The reason that the barrier has these large unbuilt portions has nothing to do with security and everything to do with politics. Completing the barrier between Bat Ayin and Beitar Illit, for instance, would hem in Efrat from expanding further south and east, deeper into the West Bank. Efrat’s newest planned neighborhood, Givat HaEitam, consisting of 7,000 units that were approved by then-Defense Minister Naftali Bennett in May 2020, is on the wrong side of the planned route of the barrier, which provides a concrete example of why such a long portion of the barrier was never built in Gush Etzion. It was purposely left unconstructed to enable settlement expansion on land that would be unavailable otherwise, which explains why Efrat Mayor Oded Revivi is opposed to completing the barrier adjacent to Efrat and came out this week against upgrading the section of barrier in the northern West Bank from a fence to a wall. A similar situation reigns in the Ma’ale Adumim area, where completing the barrier would cap Keidar from expanding south and Mishor Adumim from expanding east, and it was therefore left open. It is a fiction that the barrier is about security and security only; political and territorial considerations have governed both its route and its construction, and the manner in which the barrier’s alleged ability to deter terrorism has become an article of faith has somehow skipped over the fact that the barrier is quite literally a half measure. Pointing to all of the holes misses the point.
The irony—or perhaps more accurately, abject chutzpah—in Dagan demanding that the barrier’s holes be plugged is that it is the settler leadership that has opposed the barrier’s completion, a dynamic that still remains following the recent terror attacks. There is an inherent tradeoff in the West Bank between security and territory, and the more territory that goes to settlements and the more land that is preserved for future settlement expansion, the more difficult it is to secure it. In this instance, it not only makes it more difficult to secure settlements themselves, but to secure Israel proper, as completion of the barrier—which would help, though not solve everything—has been purposely sidelined to benefit Israeli residents of the West Bank. Dagan and others who are decrying the real lack of security that they face can blame successive governments and the IDF all they want, but they are partially to blame as well for the deliberate choice they have made for years to prioritize eastward growth while assuming that security will just take care of itself.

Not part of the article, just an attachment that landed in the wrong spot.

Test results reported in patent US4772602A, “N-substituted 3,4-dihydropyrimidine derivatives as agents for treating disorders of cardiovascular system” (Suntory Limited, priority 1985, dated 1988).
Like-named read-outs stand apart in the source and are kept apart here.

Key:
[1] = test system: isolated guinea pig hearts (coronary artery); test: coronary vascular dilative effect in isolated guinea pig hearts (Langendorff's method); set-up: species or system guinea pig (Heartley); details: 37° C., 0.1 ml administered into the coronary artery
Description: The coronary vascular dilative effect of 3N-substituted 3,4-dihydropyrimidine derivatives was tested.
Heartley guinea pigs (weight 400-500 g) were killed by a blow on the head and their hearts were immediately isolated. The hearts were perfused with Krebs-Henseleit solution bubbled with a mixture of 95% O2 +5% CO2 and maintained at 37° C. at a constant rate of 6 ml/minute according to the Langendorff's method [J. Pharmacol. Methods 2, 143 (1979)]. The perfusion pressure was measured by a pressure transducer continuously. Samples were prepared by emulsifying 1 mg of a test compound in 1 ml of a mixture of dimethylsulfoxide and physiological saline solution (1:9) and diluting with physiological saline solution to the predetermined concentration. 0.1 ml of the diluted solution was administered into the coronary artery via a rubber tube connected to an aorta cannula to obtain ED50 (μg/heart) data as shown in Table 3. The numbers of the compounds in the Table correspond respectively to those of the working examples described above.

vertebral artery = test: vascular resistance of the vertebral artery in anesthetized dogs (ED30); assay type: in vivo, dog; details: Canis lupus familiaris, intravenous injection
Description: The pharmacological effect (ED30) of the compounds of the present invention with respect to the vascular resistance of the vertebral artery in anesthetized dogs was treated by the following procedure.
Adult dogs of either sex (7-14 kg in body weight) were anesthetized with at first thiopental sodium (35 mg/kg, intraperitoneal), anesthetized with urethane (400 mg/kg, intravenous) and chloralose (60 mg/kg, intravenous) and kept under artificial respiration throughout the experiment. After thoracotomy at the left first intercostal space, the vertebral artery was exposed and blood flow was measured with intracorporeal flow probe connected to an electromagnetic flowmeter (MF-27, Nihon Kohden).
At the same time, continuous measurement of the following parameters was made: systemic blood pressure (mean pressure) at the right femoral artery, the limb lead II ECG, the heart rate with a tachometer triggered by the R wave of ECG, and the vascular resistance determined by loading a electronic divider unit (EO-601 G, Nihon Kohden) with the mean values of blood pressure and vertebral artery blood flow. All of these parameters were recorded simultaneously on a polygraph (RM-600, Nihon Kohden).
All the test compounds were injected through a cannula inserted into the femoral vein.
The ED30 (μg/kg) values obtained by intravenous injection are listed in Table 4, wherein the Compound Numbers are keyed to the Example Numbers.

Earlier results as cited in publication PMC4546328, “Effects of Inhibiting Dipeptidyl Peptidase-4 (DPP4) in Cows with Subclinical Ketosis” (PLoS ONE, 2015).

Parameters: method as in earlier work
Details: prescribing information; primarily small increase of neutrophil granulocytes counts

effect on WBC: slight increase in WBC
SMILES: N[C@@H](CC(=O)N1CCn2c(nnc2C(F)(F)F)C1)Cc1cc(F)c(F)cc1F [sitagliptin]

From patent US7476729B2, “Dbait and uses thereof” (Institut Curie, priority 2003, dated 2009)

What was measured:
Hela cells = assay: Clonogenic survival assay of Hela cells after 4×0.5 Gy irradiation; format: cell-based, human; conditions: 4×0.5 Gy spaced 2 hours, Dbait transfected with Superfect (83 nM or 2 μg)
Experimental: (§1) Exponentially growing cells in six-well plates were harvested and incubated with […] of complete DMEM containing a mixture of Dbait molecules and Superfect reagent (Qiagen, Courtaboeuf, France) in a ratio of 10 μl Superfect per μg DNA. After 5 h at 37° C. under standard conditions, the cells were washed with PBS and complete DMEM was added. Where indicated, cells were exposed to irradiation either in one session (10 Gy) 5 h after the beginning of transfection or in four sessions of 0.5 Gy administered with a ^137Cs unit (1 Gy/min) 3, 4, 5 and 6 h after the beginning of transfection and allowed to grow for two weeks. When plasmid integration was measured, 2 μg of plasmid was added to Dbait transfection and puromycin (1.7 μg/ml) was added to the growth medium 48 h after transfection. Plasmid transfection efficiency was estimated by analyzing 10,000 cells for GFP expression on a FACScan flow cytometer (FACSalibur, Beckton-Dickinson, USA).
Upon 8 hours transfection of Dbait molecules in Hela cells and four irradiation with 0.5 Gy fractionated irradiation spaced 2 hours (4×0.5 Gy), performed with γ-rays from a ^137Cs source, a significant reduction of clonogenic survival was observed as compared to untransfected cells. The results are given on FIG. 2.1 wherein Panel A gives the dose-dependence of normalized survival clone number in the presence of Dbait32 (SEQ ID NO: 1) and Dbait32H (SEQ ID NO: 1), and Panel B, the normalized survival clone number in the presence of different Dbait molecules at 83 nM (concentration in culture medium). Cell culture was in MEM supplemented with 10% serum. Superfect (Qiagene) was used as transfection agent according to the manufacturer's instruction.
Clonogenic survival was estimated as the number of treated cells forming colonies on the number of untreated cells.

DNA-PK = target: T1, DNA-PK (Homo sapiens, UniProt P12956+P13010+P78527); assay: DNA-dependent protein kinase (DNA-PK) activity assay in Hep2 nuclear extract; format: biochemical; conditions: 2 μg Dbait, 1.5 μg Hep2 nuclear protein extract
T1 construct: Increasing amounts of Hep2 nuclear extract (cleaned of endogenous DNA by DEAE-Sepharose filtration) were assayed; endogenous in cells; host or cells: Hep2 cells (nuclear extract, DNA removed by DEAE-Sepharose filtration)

To state the obvious, completing the barrier and plugging the holes in the already-built portions may be a start, but that won’t be the end of the matter. A 475-mile barrier, the majority of which is not a concrete wall but a fence that can be climbed over or cut, must still be patrolled constantly, and the manpower for that does not exist unless the IDF wants to ignore every other threat that Israel faces. When I was in Ramallah earlier this year, I drove in right past one completely unmanned IDF checkpoint and watched all of the cars leaving Ramallah on the other side of the road speed past the same unmanned IDF checkpoint. The IDF will never be able to be anywhere and everywhere all at once, and literal and figurative gaps will always exist.
A completed and repaired barrier might prevent the majority of attackers who fall into the categories of emotionally troubled or economically frustrated, and turn to terrorism as a way out because doing so is not terribly hard. But the kind of terrorist who is deeply motivated and plans an operation beforehand is not going to be stopped by having to drive a few more miles to find a good place to cross an unguarded stretch of fence. Ultimately, the only way to achieve real security is a combination of intelligence, operational capability, and a political solution, as without that last element, it is always going to be a game of whack-a-mole. Placing one’s faith in a better barrier without anything else to buttress it or address the deeper problems is bound to end in disappointment.